In Witters, we used identical reasoning to reject an Establishment Clause challenge to a vocational scholarship program that provided tuition aid to a student studying at a religious institution to become a pastor. Looking at the program as a whole, we observed that “[a]ny aid . . .that ultimately *651 flows to religious institutions does so only as a result of the genuinely independent and private choices of aid recipients.” 474 U. S., at 487. We further remarked that, as in Mueller, “[the] program is made available generally without regard to the sectarian-nonsectarian, or public-nonpublic nature of the institution benefited.” 474 U. S., at 487 (internal quotation marks omitted). In light of these factors, we held that the program was not inconsistent with the Establishment Clause. Id., at 488-489.

Five Members of the Court, in separate opinions, emphasized the general rule from Mueller that the amount of government aid channeled to religious institutions by individual aid recipients was not relevant to the constitutional inquiry. 474 U. S., at 490-491 (Powell, J., joined by Burger, C. J., and Rehnquist, J.,concurring) (citing Mueller, supra, at 398— 399); 474 U. S., at 493 (O’Connor, J., concurring in part and concurring in judgment); id., at 490 (White, J., concurring). Our holding thus rested not on whether few or many recipients chose to expend government aid at a religious school but, rather, on whether recipients generally were empowered to direct the aid to schools or institutions of their own choosing.

Finally, in Zobrest, we applied Mueller and Witters to reject an Establishment Clause challenge to a federal program that permitted sign-language interpreters to assist deaf children enrolled in religious schools. Reviewing our earlier decisions, we stated that “government programs that neutrally provide benefits to a broad class of citizens defined without reference to religion are not readily subject to an Establishment Clause challenge.” 509 U. S., at 8. Looking once again to the challenged program as a whole, we observed that the program “distributes benefits neutrally to any child qualifying as `disabled.’ ” Id., at 10. Its “primary beneficiaries,” we said, were “disabled children, not sectarian schools.” Id., at 12.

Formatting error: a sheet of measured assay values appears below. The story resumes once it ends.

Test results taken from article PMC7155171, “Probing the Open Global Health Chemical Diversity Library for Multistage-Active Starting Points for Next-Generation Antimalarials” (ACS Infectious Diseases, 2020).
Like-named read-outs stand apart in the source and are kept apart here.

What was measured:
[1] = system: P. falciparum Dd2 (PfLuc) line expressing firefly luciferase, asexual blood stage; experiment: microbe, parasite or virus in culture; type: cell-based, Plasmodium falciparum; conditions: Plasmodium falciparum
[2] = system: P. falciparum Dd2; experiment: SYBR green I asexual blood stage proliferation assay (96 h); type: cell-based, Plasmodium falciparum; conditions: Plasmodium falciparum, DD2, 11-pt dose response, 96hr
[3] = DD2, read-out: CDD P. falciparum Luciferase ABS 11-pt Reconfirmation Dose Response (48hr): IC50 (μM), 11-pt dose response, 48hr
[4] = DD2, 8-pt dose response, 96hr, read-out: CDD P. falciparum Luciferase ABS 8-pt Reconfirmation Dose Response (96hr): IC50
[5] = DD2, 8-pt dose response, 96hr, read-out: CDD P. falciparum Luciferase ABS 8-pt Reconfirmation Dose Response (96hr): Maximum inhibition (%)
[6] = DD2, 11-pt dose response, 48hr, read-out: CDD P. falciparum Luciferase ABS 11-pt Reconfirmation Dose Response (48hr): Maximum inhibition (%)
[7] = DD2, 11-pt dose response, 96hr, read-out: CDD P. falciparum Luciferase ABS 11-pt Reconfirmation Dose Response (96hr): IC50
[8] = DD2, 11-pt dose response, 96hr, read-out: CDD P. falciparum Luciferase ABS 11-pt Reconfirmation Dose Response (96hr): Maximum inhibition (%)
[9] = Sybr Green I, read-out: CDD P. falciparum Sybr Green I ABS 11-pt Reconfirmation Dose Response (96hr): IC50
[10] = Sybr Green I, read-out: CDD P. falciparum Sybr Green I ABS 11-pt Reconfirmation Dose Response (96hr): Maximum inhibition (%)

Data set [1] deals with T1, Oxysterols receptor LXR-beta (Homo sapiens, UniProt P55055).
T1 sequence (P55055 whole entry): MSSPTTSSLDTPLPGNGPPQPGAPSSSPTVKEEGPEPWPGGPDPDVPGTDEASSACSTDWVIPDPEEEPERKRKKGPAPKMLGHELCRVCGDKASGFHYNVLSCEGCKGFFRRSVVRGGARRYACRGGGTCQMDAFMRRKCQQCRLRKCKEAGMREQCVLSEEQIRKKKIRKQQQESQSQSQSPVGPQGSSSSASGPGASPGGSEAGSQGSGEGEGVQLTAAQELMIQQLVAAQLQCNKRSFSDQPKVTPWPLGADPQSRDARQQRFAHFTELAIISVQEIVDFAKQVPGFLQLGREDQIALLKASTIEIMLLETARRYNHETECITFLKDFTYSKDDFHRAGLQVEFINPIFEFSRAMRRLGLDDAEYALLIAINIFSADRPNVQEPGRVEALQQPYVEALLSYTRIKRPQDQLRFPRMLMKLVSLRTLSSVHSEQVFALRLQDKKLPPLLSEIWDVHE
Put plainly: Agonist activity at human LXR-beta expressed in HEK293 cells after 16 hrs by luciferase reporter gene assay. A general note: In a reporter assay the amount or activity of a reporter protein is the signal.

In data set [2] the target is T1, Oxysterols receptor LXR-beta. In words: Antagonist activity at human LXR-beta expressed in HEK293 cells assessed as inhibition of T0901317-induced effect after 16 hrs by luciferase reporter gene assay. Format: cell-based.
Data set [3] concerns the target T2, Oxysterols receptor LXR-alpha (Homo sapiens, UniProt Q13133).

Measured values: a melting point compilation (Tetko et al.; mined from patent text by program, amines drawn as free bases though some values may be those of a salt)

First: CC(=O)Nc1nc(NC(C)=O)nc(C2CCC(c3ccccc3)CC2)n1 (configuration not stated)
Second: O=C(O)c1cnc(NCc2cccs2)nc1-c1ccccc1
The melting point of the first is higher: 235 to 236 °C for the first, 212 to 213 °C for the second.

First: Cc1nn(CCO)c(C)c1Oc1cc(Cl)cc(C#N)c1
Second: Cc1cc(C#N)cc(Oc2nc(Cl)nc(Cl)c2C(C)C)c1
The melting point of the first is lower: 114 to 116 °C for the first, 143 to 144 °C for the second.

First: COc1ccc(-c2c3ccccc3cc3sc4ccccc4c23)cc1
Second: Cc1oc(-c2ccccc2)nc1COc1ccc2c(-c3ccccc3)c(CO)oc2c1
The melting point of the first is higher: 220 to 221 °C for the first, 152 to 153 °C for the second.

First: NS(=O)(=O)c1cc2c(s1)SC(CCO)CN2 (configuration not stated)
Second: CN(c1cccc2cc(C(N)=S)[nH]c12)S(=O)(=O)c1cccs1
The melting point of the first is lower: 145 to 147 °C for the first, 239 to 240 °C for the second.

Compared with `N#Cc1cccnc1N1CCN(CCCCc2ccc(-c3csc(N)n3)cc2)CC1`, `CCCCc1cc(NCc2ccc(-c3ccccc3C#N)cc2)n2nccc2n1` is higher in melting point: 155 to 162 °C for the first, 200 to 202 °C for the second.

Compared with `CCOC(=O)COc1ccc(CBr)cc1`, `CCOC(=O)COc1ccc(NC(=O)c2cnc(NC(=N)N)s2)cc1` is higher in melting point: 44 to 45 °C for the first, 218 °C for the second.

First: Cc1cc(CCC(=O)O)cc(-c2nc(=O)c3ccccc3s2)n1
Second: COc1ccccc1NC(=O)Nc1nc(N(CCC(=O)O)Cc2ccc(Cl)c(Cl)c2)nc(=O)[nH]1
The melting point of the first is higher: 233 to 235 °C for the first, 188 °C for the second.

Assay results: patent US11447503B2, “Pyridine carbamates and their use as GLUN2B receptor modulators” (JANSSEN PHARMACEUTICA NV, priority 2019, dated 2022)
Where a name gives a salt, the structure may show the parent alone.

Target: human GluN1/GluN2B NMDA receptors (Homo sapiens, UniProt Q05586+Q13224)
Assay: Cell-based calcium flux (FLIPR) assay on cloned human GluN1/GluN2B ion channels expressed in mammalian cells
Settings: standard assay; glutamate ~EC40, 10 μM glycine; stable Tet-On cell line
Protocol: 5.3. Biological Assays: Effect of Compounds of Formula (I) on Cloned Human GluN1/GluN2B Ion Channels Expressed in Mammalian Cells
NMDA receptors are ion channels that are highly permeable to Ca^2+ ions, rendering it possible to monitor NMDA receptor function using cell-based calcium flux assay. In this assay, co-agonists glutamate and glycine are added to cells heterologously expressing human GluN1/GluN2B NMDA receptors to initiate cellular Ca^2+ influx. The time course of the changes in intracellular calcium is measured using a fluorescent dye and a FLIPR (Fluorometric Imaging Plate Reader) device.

*652 We further observed that “[b]y according parents freedom to select a school of their choice, the statute ensures that a government-paid interpreter will be present in a sectarian school only as a result of the private decision of individual parents.” Id., at 10. Our focus again was on neutrality and the principle of private choice, not on the number of program beneficiaries attending religious schools. Id., at 10-11. See, e. g., Agostini, 521 U. S., at 229 (“Zobrest did not turn on the fact that James Zobrest had, at the time of litigation, been the only child using a publicly funded sign-language interpreter to attend a parochial school”). Because the program ensured that parents were the ones to select a religious school as the best learning environment for their handicapped child, the circuit between government and religion was broken, and the Establishment Clause was not implicated.

Mueller, Witters, and Zobrest thus make clear that where a government aid program is neutral with respect to religion, and provides assistance directly to a broad class of citizens who, in turn, direct government aid to religious schools wholly as a result of their own genuine and independent private choice, the program is not readily subject to challenge under the Establishment Clause. A program that shares these features permits government aid to reach religious institutions only by way of the deliberate choices of numerous individual recipients. The incidental advancement of a religious mission, or the perceived endorsement of a religious message, is reasonably attributable to the individual recipient, not to the government, whose role ends with the disbursement of benefits. As a plurality of this Court recently observed: